Women & Politics in Morocco

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Information about Women & Politics in Morocco
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Published on January 24, 2009

Author: s.mohamed

Source: authorstream.com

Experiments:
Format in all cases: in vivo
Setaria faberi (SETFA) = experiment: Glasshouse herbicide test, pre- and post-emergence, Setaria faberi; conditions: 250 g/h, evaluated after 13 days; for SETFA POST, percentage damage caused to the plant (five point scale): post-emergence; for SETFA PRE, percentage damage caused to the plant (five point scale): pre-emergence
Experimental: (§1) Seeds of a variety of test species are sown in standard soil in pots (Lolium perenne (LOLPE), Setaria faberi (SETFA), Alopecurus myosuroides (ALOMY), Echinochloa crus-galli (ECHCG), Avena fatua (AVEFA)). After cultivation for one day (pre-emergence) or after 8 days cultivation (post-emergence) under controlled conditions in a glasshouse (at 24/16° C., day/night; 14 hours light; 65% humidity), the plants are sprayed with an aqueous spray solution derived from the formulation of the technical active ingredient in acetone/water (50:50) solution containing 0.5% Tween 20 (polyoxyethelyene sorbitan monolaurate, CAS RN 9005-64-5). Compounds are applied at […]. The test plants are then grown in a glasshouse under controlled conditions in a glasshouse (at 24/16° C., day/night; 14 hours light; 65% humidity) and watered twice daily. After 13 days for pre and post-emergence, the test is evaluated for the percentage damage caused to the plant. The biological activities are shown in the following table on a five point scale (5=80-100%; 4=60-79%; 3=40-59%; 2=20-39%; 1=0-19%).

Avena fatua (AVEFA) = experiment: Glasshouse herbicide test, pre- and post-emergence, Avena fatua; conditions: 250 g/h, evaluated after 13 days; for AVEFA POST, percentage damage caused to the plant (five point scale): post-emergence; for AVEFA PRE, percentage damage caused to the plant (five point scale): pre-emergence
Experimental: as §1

Slide 1: Women & Politics in Morocco The Outline : The Outline Introduction Historical Background The Protectorate Phase (1912-1956) The State-building Phase (1956-1970s) The Liberalisation Phase (1980s) The Democratisation Phase (1990s Onwards) Women in the Political Life Women in the Socio-Cultural Life Women in the Family Code Women in Non-For-Profit Organizations Conclusion Introduction : Introduction Only by 1993 did Moroccan women’s integration into politics come about as two women entered parliament. The history of women’s political striving has been marked by the promotion of their legal rights within family and well backed up by non-for-profit organisations. Politics is not merely conceptualised as partaking in the legislature; it also encompasses informal, personal participation in civil-society activism. Women in Morocco do not constitute a homogeneous entity; they are divided robust social factors: class, education level, geographical origin (urban/rural), job opportunity and marital statues (2003). Historical Background : Historical Background The Protectorate Phase (1912-1956) Moroccan women’s own concerns during the Protectorate did not amount to a top priority not only due to the French colonialism, but owing to the Moroccan nationalists, too. The earliest women’s political organisation took shape within political parties: the 1944 Women’s Section of the Istiqlal Party, the 1944 Union of Moroccan Women (set up by the Communist Party), and 1946 Akhawat al-Safaa. Famous names included Malika al-Fassi and Lalla Radia Ouzzani Chafdi: the former was the only woman to sign the Manifesto of Independence on January 11th, 1944; the latter, illiterate as she was, offered so substantial a help to educate poor women, funding them and building a Fez-based high school for them. Historical Background (Cont.) : Historical Background (Cont.) The State-building Phase (1956-1970s) Mohamed V established a commission of male Ulamas, headed by Allal al-Fassi, to codify the Personal Status Code. The codified Mudawana proved “outrageously disadvantageous to women, particularly in matters relating to marriage, divorce and inheritance” (Sadiqi 2004). Together with the Personal Code, there appeared state feminism, a “friendly” relationship between the state and women that conferred on women rights to education, political participation and work. State feminism fostered the already culturally robust roles of women as stay-at-home mothers and wives, Qiwama and Ta’a . Historical Background (Cont.) : Historical Background (Cont.) The Liberalisation Phase (1980s) Within these 1980s women’s voices, distinction is drawn between two movements: one promoted social equity through party politics and another pointed up the gender issue and the singularity of women’s demands. Out of the latter grouping emerged a strong civil society with pioneering associations such as L’Association Marocaine des Femmes Democrats, L’Action Feminine and Jossour. In 1983, the first feminist journals came out, seriously addressing gender issues. Conspicuous instances are Lamalif and Thamanya Mars. Historical Background (Cont.) : Historical Background (Cont.) The Democratisation Phase (1990s Onwards) There has been a dramatic increase in women’s civil-society activism, aspiring for legal and protective right; battling illiteracy, in rural areas in particular; and cementing awareness to women’s question. The upshot of such a feminist civil-society rise is the 1992 act of one million signatures collected by L’Action Feminine that resulted in the 1992 amendment of the Family Code by King Hassan II Still a spectacular breakthrough is the groundbreaking 2004 Family Code following King Mohamed VI’s historic 2003. The Moroccan political spectrum has been marked by women’s increasing participation in the political life. Women in the Political Life : Women in the Political Life 1992: Two women were elected members of parliament, both of whom were adherents to two parties which were the then opposition: the Socialist Party and the Independence Party. 1997: The First four women to accede to the Moroccan government were designated by the late Hassan II as Secretaries of States in a thirty-member cabinet. 2ooo: Following a government reshuffle, the first woman minister was designated after fifty-four years of independence; was responsible of Women’s Issues, Childhood and the Handicapped. Women in the Political Life : Women in the Political Life 1992: Two women were elected members of parliament, both of whom were adherents to two parties which were the then opposition: the Socialist Party and the Independence Party. 1997: The First four women to accede to the Moroccan government were designated by the late Hassan II as Secretaries of States in a thirty-member cabinet. 2ooo: Following a government reshuffle, the first woman minister was designated after fifty-four years of independence; she was responsible of Women’s Issues, Childhood and the Handicapped. Also unprecedented in 2000 was the assignment of three female ambassadors. Women in the Political Life (Cont.) : Women in the Political Life (Cont.) Oct. 2002: So Substantial a governmental and party support was rallied implement a quota system in the parliamentary elections: Accordingly, thirty women were elected in the legislatures, plus five more directly elected. Sept. 2002: Three women were designated in the government, taking posts of Family, Immigration, and Illiteracy and Non-Formal Education. 2003: 6024 women announced their candidacies in the municipal elections, only 127 of whom were elected. Several women’s rights devotees largely regarded the elections’ results as catastrophic in that the 127 elected women merely constituted 0.55% out of a total of 22816. Women in the Political Life (Cont.) : Women in the Political Life (Cont.) 2007: The parliamentary elections conformed to the quota system (thirty seats for women) introduced prior to 2002 elections; four more were directly elected, making the female MPs’ number in the House of Representatives thirty four. The current Fassi-led government comprises on an unprecedented scale seven ministers: Amina Benkhadra, Yasmina Baddou, Nawal el Moutawakil, Nouzha Skalli, Touriya Jabrane, Latifa Akherbach and Latifa Labida. Nov. 2008: The King Mohamed VI assigned five women ambassadors: Aziza Limame, Karima Benyaich, Mina Tounsi, Oumama Aouad Laarechand Raja Ghannam. Women in the Political Life (Cont.) : Women in the Political Life (Cont.) Oct. 19th 2008: The Monarch called on both the government and Parliament to constructively cooperate to put forward sensible mechanisms to ensure that a larger number of women would stand as candidates and be elected to local councils. The principal purpose, the King remarked, “is to make sure women are fairly represented in local governments, and to enable local councils to benefit from the contributions of competent Moroccan women who are known for their integrity, pragmatism and concern for social well-being.” Oct. 28th 2008: Moroccan women MPs called for the elaboration of a bill to strengthen women's political participation and safeguard the right to equality, proposing that the bill should amend the electoral code so that women constitute one third of seats in the approaching 2009 municipal elections. Women in the Socio-Cultural Life : Women in the Socio-Cultural Life Women in the Family Code Women in the Socio-Cultural Life (Cont.) : Women in the Socio-Cultural Life (Cont.) The significant changes the novel Mudawana brought about can be outlined as follows: Equality of the spouses’ rights and obligations: family is regarded under the responsibility of both the husband and the wife.   Reinforcement of the tribunal’s part in marriage and divorce: couples must go to the court before contracting marriage and when suing for divorce. Annulment of tutorship (or guardianship) for women: a woman can at present marry without any authorisation from her father. Regulation of divorce by the Ministry of Justice: the judge in the Family Court is in charge of divorce; a husband cannot divorce his wife for any reason he pleases. Equal sharing of the property: the possessions amassed by a household during marriage must be shared between spouses in case of divorce. Women’s right to custody over their children even though they marry anew: a mother in the old Mudawana loses custody once they re-marry. Protection of children’s rights: such a fundamental item was overlooked by the old Mudawana. Women in the Socio-Cultural Life (Cont.) : Women in the Socio-Cultural Life (Cont.) Considerable as the foregoing changes might appear, the new Mudawana, Moroccan feminists maintain, is not that revolutionary, pinpointing certain imperfections and limitation (Ennaji 2004). Albeit drastically restricted, polygamy, they note, is still legally held.  Divorce by compensation is still sustained; if a wife desires divorce, she must financially compensate her husband. The distribution of property built up during marriage is problematic in that the relative contract is not mandatory. A mother loses custody over her offspring aged over seven years old once she re-marries. A father in case of divorce remains the legal tutor for children although their mother has custody over them. “Inequality” in inheritance still persists inasmuch as a woman inherits half of a man’s portion. Women in the Socio-Cultural Life (Cont.) : Women in the Socio-Cultural Life (Cont.) Women in Non-For-Profit Organisations From 1970s onwards, Moroccan women’s non-for-profit organisations have occupied a central part in the democratisation and modernisation of society, sternly criticising the decision- and -policy makers’ inattention to women’s demands for gender equity and liberation. In the wake of 1990s constitutional and election reforms, there came into being several women’s associations impacting dramatically upon regional and national politics (e.g. L’ Association Marocaine des Femmes Democrats, L’ Action Féminine and Jossour). Their raison d'être is to economically and socially emancipate women and integrate them in decision-making and public affairs. Women in the Socio-Cultural Life (Cont.) : Women in the Socio-Cultural Life (Cont.) Charitably funded by the European Commission, World Bank and UNESCO, they have organised numerous seminars and workshops on substantial issues like domestic violence, fund-raising, illiteracy and information technology to empower women. Amongst the most prominent women activists are Leila Rhiwi, L’ Espace Associatif Marocain (the Moroccan Societal Space), and Latifa Jbadi, L’ Action de l’ Union des Femmes (the Action of Women’s Union). A distinction can be located between groupings of non-for-profit organisations in Morocco: one concentrates on service provision, filling the gaps left by the state’s deficient economic and social structures; another focuses on advocacy and lobbying, striving for the values of democracy and human rights (Ennaji 2004). Women in the Socio-Cultural Life (Cont.) : Women in the Socio-Cultural Life (Cont.) Still, certain non-for-profit groups (e.g. L’ Union de L’Action Feminine (the Union of Feminine Action)) merge both approaches, offering counselling for women victims of domestic violence and concurrently lobbying for legislative change to ensure better protection of women’s right. Non-for-profit bodies have got to remarkable realisations: the ratification of CEDAW (Convention for Eliminating Discrimination against Women) by Morocco (1993), the cancellation of the husband’s authorisation for women to practise a trade activity (1995) or for the signature of a work contract in 1996, the revision of the penal and work codes (2003) and most outstandingly, is the reform of the Mudawana (2003). Women’s non-for-profit groups do still have further demands that seek to ameliorate women’s living standards and set up gender equality in all realm of life. Women in the Socio-Cultural Life (Cont.) : Women in the Socio-Cultural Life (Cont.) They, by way of illustration, call for the institutionalisation of the quota system alongside its introduction within political parties, encourage women to run for office whenever possible and foster women’s promotion in administrations. Conclusion : Conclusion Moroccan women’s struggle for gender equity has been by virtue of their involvement in socio-political affairs and the proliferation of numerous female-led associations. Women’s activism gains adequate training in governance and leadership that helps in sharpening their professionalism. Feminine association do still strive for a complete integration of women in all spheres of power to build and spread a culture of democracy and human rights. References : References Ennaji, Moha (2004). “Moroccan Women and Development” in Sadiqi, Fatima (ed.). Femmes Mediterraneennes. Fez: Fez-Saiss Publications, pp. 39-46. Ennaji, Moha (2005). “Women’s NGOs and Social Change in Morocco” in Sadiqi, Fatima (ed.). Femmes Mediterraneennes et leur Droits. Fez: Fez-Saiss Publications, pp. 81-91. Naciri, R. (2003). “The Women’s Movements in the Maghreb with Emphasis on Tunisia, Morocco and Algeria” in al-Raida. Beirut: p. 21. Sadiqi, Fatima (2005). “Women and Politics in Morocco” in Sadiqi, Fatima (ed.). Femmes Mediterraneennes et leur Droits. Fez: Fez-Saiss Publications, pp. 59-80. Sadiqi, Fatima (2003). Women, Gender and Language in Morocco. Leiden; Boston: Brill Academic Publishers. References : References Fakhry,Majid. A Short Introduction to Islamic Philosophy, Theology, and Mysticism. Oxford: One World, 1997. Leaman, Oliver. Brief Introduction to Islamic Philosophy. Oxford: Polity Press, 1999. Leaman, Oliver. Introduction to Classical Islamic Philosophy. Cambridge: Cambridge University Press, 2002. Nasr, Seyyed H., and Oliver Leaman, eds. History of Islamic Philosophy. London: Routledge, 1996. Thank You